Q: My husband is 67 years old. He was going to wait until 70 to file for his Social Security, but he changed his mind and decided to file now. He’s already submitted his application. I am 62. My husband’s benefit is about three times higher than mine. Can I start my own reduced benefit now and then when I turn full retirement age, switch to 50% of his?

A: No. Again, that deemed filing rule says you must file for your own benefit and whatever spousal benefits you might be due at the same time.

Q: My wife is about to turn 62. I am 61. She is eligible for a small Social Security check on her own record. And she wants to file for those benefits now. But I think she is wrong. If she takes her reduced retirement check now, she won’t be able to get half of mine later on. So I think she should wait six years until I turn 67, when I plan to sign up for my much higher Social Security benefit. Then she will get half of my benefit. So, am I right? Or is my wife right?

A: I think your wife is right. And before I explain why, I must point out that the deemed filing rule doesn’t apply because at the time your wife would file, you wouldn’t be getting benefits yet.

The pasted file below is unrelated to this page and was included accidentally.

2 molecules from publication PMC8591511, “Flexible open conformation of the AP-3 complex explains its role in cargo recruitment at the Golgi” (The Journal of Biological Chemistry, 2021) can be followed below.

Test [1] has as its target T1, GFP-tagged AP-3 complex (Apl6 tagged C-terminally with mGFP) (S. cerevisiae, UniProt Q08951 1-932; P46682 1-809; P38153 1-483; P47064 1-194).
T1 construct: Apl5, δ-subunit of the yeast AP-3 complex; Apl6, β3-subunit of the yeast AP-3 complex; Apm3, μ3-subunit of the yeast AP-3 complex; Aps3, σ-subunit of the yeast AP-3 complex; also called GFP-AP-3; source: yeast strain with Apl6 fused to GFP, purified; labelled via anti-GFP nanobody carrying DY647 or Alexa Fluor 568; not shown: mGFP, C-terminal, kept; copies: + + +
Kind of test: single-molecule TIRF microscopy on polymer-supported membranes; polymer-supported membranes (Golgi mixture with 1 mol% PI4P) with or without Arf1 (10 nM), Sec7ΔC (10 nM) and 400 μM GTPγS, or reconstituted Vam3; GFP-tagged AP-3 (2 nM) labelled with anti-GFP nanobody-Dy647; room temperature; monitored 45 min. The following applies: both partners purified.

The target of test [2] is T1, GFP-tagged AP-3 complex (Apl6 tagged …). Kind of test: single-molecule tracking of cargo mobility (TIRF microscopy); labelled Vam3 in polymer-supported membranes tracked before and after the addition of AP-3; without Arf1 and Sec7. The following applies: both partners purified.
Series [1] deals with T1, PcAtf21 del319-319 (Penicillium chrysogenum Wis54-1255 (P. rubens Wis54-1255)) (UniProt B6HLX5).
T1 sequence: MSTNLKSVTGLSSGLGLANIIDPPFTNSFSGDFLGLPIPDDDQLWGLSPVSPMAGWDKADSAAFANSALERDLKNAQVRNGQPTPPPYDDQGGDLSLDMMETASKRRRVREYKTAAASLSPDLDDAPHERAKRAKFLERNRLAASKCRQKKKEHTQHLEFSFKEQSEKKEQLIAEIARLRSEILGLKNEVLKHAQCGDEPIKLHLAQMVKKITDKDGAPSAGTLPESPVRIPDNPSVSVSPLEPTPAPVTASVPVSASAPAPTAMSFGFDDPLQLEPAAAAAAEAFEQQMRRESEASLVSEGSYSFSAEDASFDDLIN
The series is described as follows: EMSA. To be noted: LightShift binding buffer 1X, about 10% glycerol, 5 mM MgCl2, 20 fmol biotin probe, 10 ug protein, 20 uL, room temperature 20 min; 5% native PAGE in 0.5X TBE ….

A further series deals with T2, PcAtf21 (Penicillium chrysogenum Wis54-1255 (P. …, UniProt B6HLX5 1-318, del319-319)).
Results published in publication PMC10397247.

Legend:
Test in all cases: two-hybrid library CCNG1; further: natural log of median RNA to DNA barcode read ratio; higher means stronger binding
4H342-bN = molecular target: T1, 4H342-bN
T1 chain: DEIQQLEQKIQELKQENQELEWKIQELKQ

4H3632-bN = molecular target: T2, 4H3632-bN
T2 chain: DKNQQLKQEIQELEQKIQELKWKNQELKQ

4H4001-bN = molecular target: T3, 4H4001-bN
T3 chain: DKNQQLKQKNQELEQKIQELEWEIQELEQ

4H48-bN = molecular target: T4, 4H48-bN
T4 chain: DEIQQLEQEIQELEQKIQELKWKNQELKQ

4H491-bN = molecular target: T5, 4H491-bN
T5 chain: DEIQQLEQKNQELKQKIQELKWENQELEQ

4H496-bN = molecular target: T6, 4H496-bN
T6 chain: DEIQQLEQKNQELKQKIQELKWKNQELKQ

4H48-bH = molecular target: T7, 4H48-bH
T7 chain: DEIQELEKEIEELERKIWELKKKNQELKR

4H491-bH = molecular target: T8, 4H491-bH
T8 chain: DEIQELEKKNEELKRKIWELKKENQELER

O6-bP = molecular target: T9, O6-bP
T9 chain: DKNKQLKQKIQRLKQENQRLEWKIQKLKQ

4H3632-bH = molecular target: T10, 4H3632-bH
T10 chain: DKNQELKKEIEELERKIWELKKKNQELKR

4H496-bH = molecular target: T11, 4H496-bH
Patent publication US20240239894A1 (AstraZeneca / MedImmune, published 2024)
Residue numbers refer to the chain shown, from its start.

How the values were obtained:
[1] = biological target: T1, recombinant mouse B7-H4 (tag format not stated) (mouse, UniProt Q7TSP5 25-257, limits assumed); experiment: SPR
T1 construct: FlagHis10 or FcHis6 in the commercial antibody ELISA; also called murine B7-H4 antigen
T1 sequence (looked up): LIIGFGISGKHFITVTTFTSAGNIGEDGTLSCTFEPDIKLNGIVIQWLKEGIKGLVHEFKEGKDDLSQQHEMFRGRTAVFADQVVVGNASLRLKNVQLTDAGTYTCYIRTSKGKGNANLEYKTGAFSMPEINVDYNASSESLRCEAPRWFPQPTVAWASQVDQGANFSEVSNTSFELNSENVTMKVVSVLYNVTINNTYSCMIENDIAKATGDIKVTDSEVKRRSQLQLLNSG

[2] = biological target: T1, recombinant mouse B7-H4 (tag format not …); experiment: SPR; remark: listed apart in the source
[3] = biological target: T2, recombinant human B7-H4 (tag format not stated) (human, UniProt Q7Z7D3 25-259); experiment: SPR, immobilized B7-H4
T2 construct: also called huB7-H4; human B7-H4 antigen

I’ll explain why your wife might be right with examples. You didn’t give me any benefit amounts, so I will make up some numbers. Let’s say your wife’s full retirement age benefit rate is $1,000. Filing at age 62, she would get 70% of that, or $700 per month. Furthermore, let’s say your full retirement age benefit at 67 will be $2,800.

We’ll follow your advice first. That would mean your wife does nothing now. In six years, when you turn 67, you will start getting $2,800 per month. Then your wife would file for spousal benefits, and she would get 50% of your benefit, or $1,400 per month. (Actually, she would be paid her own $1,000 retirement check, and then she would get $400 in spousal benefits to take her up to the $1,400 spousal rate.)